Monday, March 27, 2006

Lots of Heavy Oil in Canada – Lots of Environmental Problems Too

The higher the price of oil has been thought to improve the environment as alternative fuels become increasingly used. However, see what’s happening in the Canadian province of Alberta. See Wall Street Journal (subscription required) As Prices Surge, Oil Giants Turn Sludge Into Gold March 27, 2006 by Russell Gold.

New Reserves, French firm Total Leads Push in Canada To Process Tar-Like Sand;
Toxic Lakes and More CO2, Digging It Up, Steaming It Out

Article includes:
■ “Without a doubt, we can become the next Saudi Arabia”
■ “In February, engineers from French oil giant Total SA fired up colossal drum boilers to generate steam that will be pumped to a depth of 300 feet under the frozen ground here. If all goes well, by May, the steam will marinate a tar-like mix of oil and sand until the crude begins to flow.”
■ “A Florida-size section of sandy soil beneath the boreal forest in this sparsely populated area of Northern Canada is loaded with bottom-of-the-barrel petroleum.”
■ “thanks to rising global oil prices and improved technology, most oil-industry experts count oil sands as recoverable reserves.”
■ “That recalculation has vaulted Venezuela and Canada to first and third in global reserves rankings”
■ “the world isn't about to run out of oil. Instead, it is running low on readily accessible light, sweet crude -- oil that flows like water”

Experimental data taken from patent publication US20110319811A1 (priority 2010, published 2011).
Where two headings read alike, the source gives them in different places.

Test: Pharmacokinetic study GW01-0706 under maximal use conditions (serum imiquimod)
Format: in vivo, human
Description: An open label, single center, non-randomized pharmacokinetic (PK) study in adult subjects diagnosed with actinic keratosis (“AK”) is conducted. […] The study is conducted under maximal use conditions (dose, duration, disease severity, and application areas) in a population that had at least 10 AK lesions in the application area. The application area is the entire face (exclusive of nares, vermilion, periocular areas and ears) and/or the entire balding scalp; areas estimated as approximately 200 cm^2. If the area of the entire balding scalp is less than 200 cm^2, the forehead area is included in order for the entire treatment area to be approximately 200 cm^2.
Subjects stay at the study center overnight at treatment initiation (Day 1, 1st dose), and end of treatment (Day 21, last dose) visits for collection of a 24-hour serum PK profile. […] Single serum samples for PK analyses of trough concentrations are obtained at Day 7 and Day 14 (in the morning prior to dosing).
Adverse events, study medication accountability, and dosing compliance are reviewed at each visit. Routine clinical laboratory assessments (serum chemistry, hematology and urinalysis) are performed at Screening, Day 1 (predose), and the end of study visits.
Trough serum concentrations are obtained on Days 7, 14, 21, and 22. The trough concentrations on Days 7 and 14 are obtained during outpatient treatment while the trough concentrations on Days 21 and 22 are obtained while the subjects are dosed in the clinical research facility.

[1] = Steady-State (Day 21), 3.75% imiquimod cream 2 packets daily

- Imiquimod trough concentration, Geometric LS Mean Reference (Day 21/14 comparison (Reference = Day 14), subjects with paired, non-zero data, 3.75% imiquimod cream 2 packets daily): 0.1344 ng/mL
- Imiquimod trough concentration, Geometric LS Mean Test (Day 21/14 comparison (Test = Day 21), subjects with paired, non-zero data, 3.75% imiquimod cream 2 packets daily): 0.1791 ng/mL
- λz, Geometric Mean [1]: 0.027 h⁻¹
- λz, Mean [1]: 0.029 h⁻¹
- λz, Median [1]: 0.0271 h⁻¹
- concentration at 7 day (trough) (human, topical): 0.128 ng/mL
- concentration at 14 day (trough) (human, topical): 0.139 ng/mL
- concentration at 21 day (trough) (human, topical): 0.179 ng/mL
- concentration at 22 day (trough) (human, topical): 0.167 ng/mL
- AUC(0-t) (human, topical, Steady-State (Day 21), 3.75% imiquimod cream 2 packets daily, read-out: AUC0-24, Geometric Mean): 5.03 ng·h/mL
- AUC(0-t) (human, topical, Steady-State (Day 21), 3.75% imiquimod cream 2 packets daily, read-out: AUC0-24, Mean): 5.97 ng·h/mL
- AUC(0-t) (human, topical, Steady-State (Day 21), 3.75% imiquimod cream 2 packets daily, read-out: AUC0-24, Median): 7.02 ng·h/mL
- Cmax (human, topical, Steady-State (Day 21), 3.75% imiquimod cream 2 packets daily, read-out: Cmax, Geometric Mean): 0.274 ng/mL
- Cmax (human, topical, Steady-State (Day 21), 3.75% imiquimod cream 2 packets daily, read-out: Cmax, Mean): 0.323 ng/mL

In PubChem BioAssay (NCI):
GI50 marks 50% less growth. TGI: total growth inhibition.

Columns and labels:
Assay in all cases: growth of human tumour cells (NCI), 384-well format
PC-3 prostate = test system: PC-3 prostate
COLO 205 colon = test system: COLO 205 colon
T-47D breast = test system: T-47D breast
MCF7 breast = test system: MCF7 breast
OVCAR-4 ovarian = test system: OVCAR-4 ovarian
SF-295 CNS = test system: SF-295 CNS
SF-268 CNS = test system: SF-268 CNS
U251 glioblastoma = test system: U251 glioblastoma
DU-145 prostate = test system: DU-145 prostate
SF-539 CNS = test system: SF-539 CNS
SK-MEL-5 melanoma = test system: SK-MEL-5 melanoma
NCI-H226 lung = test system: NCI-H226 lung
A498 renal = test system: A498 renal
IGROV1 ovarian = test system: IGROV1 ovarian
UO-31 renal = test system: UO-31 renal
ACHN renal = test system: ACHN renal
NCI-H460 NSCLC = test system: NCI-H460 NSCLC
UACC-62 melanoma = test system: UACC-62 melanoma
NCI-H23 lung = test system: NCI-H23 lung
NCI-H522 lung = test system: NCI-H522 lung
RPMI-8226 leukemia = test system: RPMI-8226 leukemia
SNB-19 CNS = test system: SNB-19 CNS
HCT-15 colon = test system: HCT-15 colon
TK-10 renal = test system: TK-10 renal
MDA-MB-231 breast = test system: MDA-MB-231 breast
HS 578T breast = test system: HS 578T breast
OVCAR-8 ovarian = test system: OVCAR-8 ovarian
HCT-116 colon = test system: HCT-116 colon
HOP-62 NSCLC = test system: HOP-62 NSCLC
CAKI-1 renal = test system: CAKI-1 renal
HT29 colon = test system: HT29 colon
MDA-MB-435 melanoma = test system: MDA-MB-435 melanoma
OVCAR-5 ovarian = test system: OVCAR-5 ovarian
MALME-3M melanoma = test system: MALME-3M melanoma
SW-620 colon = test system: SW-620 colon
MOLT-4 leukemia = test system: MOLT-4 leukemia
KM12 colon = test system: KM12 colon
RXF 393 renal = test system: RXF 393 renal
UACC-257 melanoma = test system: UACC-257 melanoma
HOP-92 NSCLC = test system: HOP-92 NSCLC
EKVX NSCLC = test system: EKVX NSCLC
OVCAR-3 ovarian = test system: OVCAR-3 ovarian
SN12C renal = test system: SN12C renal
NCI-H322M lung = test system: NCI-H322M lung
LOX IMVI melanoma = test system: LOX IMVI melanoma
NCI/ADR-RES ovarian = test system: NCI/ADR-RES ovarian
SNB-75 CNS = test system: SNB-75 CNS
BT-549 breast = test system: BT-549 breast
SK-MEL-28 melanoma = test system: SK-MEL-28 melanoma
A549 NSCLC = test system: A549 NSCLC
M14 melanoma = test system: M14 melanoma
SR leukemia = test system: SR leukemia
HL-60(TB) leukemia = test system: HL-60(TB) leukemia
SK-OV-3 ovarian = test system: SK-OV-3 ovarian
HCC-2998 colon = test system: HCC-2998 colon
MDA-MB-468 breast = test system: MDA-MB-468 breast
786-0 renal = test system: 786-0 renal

■ “heavy oil has big economic and environmental drawbacks. It costs more to produce and takes more energy to turn into gasoline than traditional light oil. … releases up to three times as much greenhouse gas as producing conventional crude.”
■ “For years, environmentalists have argued that higher gasoline prices would be good for the Earth because paying more at the pump would promote conservation. Instead, higher energy prices have unleashed a bevy of heavy-oil projects that will increase emissions of carbon dioxide, suspected of causing global warming.”
■ “By 2015, Canada's Fort McMurray region, population 61,000, is expected to emit more greenhouse gases than Denmark, a country of 5.4 million people.”
■ “It costs about $25 a barrel to produce crude from Canada's oil sands, an acceptable cost when oil is trading for $60 a barrel. By comparison, it can cost as little as about $5 a barrel to produce crude in the Middle East and $15 in the deep waters of the Gulf of Mexico.”

See prior posts:
Nuclear Power Resurgence
U.S. Hurricanes Getting Worse Due to Global Warming? No
Get Involved - Become a Friend of the Orange County Great Park
U.S. Hurricane Strikes by Decade
Global Warming “systematically exaggerated”?


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